The inhabitants and the belligerents remain under the protection and the rules of the principles of the laws of nations, as they result from the usages established among civilized peoples, from the laws of humanity and the dictates of public conscience.
By allowing decision makers to consider ‘the laws of humanity and the dictates of public conscience’ in their interpretation of the law, this clause has been used by a variety of jurists to allow for flexibility when the existing legal framework proved too vague. As will be examined in this chapter, in various ways throughout the trials featuring civilians, the prosecutors, defending officers and judges-advocate invoked the Martens Clause, through referencing the sentiments of humanity, to carry a legal point.
The second example is the recurring difficulty that the Courts had over how to identify the lowest threshold for a war crime. This can be seen in the overlap of the ill-treatment, beating and assault cases. The Courts often used a combination of domestic, military and international law to find a basis for the crimes. There is a real sense from the cases that while there was an intuitive understanding of the inherent wrongness of some behaviours, identifying such treatment as a war crime proved very difficult, particularly in the context of a conflict when both victim and perpetrator were suffering. Third, one of the most interesting legal debates that comes out of the trials for crimes against civilians concerns what amounted to a fair trial under international law. The treatment of this issue reveals early concerns over the right to a fair trial, and efforts to express the key components of a fair trial in an international context.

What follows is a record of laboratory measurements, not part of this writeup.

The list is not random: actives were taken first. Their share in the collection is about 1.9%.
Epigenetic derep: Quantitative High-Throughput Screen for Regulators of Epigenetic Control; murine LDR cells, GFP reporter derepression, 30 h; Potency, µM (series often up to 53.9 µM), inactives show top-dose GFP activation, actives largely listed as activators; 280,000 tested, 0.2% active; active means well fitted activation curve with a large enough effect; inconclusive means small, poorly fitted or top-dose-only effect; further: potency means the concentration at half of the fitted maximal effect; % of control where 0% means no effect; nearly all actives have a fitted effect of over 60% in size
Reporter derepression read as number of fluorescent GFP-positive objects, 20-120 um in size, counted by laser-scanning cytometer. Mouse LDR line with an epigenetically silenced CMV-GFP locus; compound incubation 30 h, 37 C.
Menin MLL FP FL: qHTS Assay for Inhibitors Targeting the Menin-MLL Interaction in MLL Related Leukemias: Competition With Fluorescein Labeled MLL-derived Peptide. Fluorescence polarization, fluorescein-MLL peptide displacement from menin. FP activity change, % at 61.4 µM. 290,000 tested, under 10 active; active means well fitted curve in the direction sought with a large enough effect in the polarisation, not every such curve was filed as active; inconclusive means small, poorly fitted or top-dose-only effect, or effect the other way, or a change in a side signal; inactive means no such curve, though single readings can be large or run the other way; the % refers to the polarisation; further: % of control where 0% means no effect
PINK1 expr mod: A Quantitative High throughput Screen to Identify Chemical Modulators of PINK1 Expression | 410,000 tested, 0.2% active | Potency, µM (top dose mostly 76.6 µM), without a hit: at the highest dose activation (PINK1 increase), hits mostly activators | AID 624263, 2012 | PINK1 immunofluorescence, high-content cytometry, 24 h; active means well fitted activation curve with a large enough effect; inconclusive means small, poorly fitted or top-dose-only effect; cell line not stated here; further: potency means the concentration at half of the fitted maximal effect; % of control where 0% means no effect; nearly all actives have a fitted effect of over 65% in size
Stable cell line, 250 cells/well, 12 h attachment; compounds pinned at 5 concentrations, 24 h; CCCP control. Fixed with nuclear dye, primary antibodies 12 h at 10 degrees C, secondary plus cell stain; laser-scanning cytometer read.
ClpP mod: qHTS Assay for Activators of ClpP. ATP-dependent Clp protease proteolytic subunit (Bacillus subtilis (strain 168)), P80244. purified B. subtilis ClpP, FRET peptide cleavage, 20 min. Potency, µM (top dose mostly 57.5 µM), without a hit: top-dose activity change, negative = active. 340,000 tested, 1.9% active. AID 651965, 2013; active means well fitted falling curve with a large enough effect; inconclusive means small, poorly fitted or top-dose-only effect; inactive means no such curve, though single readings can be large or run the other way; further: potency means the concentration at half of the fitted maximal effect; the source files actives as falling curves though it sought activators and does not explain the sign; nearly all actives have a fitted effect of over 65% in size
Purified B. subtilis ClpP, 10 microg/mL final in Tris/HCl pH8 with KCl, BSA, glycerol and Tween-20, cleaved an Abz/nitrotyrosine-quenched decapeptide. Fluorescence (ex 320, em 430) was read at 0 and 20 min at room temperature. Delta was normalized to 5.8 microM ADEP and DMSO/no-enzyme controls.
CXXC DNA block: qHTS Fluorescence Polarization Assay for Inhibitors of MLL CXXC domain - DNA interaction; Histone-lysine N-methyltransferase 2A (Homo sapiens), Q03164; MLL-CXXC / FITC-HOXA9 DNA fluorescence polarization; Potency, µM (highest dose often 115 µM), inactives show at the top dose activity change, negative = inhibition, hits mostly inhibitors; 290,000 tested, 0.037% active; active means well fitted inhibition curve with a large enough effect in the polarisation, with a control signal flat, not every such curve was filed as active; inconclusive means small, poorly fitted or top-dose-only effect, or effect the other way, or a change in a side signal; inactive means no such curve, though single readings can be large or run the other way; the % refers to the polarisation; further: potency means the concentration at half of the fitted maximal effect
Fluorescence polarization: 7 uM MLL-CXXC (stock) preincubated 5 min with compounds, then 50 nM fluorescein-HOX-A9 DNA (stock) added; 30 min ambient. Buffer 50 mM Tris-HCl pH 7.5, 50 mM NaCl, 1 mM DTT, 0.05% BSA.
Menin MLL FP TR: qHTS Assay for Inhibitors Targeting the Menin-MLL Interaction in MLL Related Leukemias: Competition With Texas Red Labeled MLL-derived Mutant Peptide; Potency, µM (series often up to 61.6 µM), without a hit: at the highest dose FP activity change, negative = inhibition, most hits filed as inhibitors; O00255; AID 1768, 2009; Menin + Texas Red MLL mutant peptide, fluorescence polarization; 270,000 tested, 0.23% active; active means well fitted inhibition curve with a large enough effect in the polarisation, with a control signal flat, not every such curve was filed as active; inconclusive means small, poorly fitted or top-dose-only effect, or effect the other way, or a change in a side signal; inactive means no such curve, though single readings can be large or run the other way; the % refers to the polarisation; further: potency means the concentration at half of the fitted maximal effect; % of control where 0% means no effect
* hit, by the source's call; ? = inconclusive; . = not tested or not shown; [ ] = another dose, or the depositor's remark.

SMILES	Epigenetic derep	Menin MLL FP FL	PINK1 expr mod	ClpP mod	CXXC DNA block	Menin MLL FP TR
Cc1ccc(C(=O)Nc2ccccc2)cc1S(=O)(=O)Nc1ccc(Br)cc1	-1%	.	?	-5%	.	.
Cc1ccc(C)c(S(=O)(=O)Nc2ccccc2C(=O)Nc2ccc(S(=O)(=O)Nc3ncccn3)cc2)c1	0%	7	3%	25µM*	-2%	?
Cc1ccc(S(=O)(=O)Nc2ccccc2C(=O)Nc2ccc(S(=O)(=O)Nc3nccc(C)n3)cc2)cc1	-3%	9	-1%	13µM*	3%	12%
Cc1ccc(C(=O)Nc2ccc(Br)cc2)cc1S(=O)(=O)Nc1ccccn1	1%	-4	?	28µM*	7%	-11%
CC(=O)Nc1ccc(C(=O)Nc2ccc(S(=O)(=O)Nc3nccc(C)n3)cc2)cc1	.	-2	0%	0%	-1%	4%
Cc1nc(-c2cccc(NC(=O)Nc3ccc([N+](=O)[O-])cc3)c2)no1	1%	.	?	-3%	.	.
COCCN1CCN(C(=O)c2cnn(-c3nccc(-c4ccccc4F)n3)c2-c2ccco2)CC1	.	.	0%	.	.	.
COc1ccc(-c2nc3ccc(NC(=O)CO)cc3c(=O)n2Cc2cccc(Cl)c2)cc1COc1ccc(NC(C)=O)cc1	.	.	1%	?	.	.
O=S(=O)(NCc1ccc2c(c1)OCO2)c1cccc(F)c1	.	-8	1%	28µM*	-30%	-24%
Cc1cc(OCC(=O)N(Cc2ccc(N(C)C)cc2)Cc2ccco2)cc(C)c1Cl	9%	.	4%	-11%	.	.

A product of the specific social and anthropological context of their time and place, the war crimes trials featuring prosecutions for crimes against civilians in the post war context provide valuable insight. Set against a limited legal framework regulating the treatment of civilians and a lack of clear precedent, the 59 trials demonstrate a commitment to holding individuals accountable for their treatment of civilians. Today this is taken for granted, but historically it was not the case. Embedded in these cases relating to murder, torture, rape and ill treatment of civilians is also the broader narrative of the harsh impact of armed conflict upon communities, including the ‘aggressors’, and the daily struggles experienced by all.
|Item Type:||Research Book Chapter|
|Keywords:||Australian war crimes trials, crimes against civilians|
|Research Division:||Law and Legal Studies|
|Research Field:||International Law (excl. International Trade Law)|
|Objective Division:||Law, Politics and Community Services|
|Objective Group:||Justice and the Law|
|Objective Field:||Justice and the Law not elsewhere classified|
|UTAS Author:||Dunne, B (Miss Bridget Dunne)|